The Pursuit

Then God said to Noah, “Come out of the ark, you and your wife and your sons and their wives. Bring out every kind of living creature that is with you—the birds, the animals, and all the creatures that move along the ground—so they can multiply on the earth and be fruitful and increase in number on it.” So Noah came out, together with his sons and his wife and his sons’ wives. All the animals and all the creatures that move along the ground and all the birds—everything that moves on land—came out of the ark, one kind after another. Then Noah built an altar to the Lord and, taking some of all the clean animals and clean birds, he sacrificed burnt offerings on it.  (Genesis 8:15-20)
Remember the Sabbath day, to keep it holy.  (Exodus 20:8)
But Jesus often withdrew to lonely places and prayed. (Luke 5:16)
For as the new heavens and the new earth that I make shall remain before me, says the Lord, so shall your offspring and your name remain. From new moon to new moon, and from Sabbath to Sabbath, all flesh shall come to worship before me, declares the Lord.  (Isaiah 66:22-23)
We saw a few weeks ago in these Everyday Devotions that God created our world with a rhythm to creation. We can spot this same rhythm in the account of Noah and his Ark as well, as God recreates the world. It’s the invitation that God gives his people to hit the pause-button on the busyness of life and to recalibrate their bodies, their thoughts and their hearts on him through a defined moment of worship. Away from the distractions and busyness of life, Noah embraces a prolonged period of time set apart with the Lord. It’s no surprise that his first action upon leaving the boat is to worship God. After all, he’s been handed the opportunity to hone the practice of being a worshipper for many months while shut away inside the Ark as well!

To cultivate a true heart of worship, the people of God need to practise the spiritual discipline of Sabbath keeping – not as a religious law but as a healthy pursuit that enables stillness, appreciation, joy and gratitude. Ultimately, Sabbath is all about worship. It’s about training ourselves to be first-and-foremost worshippers.

When the doors of the Ark opened, Noah could have scurried off and busied himself with what must have been a fairly substantial to-do list! But he chose to stop, surrender and give God access to his heart. We are told that this was “pleasing to the Lord”. If something is pleasing to the Lord, we can be sure that it is good for our souls as well.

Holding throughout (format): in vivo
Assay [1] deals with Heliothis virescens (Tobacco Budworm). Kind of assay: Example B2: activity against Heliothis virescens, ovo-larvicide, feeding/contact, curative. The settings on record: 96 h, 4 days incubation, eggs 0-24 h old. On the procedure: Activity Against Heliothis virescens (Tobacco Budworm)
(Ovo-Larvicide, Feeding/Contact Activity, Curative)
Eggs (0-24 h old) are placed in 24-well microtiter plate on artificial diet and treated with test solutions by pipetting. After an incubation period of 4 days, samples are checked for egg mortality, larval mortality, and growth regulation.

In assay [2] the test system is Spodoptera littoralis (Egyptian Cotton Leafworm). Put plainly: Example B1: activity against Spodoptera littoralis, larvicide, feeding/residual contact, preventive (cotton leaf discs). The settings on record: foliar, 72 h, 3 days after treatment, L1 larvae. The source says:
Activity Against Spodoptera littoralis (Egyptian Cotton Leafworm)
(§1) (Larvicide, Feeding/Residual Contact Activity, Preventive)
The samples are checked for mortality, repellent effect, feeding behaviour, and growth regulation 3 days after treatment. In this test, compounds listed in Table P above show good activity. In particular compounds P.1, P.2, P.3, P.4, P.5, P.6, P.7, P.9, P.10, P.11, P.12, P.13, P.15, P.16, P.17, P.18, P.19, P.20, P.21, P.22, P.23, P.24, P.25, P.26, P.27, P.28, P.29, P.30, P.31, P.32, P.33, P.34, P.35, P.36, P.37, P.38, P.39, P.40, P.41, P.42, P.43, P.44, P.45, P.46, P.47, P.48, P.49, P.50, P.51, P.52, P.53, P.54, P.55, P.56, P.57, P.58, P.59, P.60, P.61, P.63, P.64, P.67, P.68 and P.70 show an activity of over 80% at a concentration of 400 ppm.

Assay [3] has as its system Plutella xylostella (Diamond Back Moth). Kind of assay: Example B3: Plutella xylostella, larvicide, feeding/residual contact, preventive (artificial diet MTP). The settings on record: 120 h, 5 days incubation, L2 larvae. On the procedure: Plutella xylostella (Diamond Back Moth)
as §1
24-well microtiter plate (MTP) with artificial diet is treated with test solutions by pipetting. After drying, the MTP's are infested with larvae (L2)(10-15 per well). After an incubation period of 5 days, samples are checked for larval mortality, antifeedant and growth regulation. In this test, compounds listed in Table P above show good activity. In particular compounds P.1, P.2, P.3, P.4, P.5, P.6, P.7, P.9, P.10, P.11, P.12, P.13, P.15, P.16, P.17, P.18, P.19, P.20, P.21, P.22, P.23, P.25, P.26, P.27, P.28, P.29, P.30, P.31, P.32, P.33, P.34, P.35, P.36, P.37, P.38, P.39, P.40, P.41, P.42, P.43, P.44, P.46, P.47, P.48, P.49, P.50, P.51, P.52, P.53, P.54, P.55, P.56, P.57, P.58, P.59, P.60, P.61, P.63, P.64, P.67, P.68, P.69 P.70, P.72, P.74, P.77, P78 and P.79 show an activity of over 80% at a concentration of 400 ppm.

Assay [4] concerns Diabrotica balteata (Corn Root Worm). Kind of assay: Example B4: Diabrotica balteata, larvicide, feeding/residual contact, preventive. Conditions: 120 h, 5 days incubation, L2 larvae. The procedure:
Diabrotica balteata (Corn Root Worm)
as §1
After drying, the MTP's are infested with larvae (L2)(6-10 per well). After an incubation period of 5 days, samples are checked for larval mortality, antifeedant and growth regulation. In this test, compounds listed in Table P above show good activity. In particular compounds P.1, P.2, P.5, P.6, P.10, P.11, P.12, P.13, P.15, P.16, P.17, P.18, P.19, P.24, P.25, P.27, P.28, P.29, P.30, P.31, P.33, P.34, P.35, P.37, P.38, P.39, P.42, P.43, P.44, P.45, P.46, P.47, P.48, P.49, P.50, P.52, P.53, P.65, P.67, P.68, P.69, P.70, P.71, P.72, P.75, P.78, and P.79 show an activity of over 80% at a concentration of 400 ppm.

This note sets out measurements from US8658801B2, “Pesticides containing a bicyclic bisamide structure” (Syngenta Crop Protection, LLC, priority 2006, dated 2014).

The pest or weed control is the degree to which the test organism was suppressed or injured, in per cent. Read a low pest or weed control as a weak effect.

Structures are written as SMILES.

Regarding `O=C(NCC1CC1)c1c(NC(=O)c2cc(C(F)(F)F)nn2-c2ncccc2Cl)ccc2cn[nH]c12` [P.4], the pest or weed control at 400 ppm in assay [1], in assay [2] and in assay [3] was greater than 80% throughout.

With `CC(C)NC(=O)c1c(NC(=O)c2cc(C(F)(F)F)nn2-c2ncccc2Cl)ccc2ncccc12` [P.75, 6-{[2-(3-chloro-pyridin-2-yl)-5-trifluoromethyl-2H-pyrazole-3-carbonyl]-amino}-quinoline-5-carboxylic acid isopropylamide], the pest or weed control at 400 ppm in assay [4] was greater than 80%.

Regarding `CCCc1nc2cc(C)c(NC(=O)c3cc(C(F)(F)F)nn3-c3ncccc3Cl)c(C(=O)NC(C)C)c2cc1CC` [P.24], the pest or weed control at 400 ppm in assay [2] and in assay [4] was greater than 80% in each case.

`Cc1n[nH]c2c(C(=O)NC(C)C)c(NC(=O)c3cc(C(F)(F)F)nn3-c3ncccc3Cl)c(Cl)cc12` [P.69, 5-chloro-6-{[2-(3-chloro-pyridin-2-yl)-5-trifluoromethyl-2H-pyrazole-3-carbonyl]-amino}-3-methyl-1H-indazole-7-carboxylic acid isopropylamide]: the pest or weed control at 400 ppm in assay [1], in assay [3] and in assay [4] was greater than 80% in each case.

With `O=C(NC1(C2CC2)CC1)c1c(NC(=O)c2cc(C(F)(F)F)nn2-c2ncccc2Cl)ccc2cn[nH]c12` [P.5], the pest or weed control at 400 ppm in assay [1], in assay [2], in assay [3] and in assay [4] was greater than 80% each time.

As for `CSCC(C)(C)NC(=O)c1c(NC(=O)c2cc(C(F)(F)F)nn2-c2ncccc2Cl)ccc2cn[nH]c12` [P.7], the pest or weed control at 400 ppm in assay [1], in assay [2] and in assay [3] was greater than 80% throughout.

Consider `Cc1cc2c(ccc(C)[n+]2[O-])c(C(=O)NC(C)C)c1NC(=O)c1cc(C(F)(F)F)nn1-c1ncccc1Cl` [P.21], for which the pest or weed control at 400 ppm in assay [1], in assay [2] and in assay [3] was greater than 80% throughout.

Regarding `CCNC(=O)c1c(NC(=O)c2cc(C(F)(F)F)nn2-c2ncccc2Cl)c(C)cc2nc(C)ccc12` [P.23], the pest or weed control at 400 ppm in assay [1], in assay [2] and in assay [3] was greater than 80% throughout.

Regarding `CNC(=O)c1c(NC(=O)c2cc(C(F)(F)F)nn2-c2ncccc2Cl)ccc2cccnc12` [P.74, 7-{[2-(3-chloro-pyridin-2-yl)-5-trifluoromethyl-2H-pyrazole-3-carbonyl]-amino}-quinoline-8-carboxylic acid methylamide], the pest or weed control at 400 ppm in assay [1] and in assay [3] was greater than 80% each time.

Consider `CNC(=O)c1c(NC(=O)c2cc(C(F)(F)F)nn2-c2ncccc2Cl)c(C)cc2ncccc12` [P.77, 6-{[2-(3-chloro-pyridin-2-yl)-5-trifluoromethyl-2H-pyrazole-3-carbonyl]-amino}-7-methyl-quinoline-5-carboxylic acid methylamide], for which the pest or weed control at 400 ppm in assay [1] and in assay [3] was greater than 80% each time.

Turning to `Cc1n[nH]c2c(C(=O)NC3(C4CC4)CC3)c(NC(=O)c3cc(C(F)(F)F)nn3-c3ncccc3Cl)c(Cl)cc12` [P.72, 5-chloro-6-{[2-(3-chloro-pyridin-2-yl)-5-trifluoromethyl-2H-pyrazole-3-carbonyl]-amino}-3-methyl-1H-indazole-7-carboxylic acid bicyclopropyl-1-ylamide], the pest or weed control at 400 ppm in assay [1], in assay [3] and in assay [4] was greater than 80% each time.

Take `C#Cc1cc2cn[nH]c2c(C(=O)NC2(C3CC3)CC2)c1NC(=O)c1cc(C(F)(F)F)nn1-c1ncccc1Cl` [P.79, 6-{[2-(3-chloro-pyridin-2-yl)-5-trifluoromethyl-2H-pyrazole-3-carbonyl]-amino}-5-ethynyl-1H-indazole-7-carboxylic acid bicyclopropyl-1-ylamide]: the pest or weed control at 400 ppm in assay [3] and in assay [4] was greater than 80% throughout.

We see this same pursuit of retreat in the life of Jesus. We are told in Luke 5:16 that he constantly withdrew from the distractions and responsibilities of his busy ministry in order to forge out moments of deep reflection and of adoration towards his Father. If Jesus needed to do this, then how much more do we! The pursuit of retreat into God is vital if we want to have a faith that goes the distance throughout the struggles and successes of our lives.
1)What might it look like for you to cultivate a regular rhythm of withdrawing, pressing the pause-button, reflecting and worshipping? How would this alter the momentum of your life?
2)We looked at this together a few weeks ago in 3.1-3.5. What did you resolve in your heart to do then? How have the past few weeks been for you?
3)What is on your calendar or your to-do list this week that might interrupt your pursuit of God? What can you do proactively to turn your momentary resolutions into a long-term new way of living?
Lord Jesus, I thank you that you modelled for us the importance of taking moments to recharge. I confess that rushing from one thing to the next is unhealthy and that taking moments to find renewal is vital. Thank you that I can bring you honour and glory through the things you’ve placed around me (relationships, hobbies, food, nature etc), but help me also to pursue times of retreat into you. Help me to offer up my whole life as an act of worship to you. Amen.
If you have time, consider carrying on your conversation with God using one of our helpful Prayer Pathways.
Today’s Everyday Devotions have also inspired a devotional video that you can watch on our YouTube channel.
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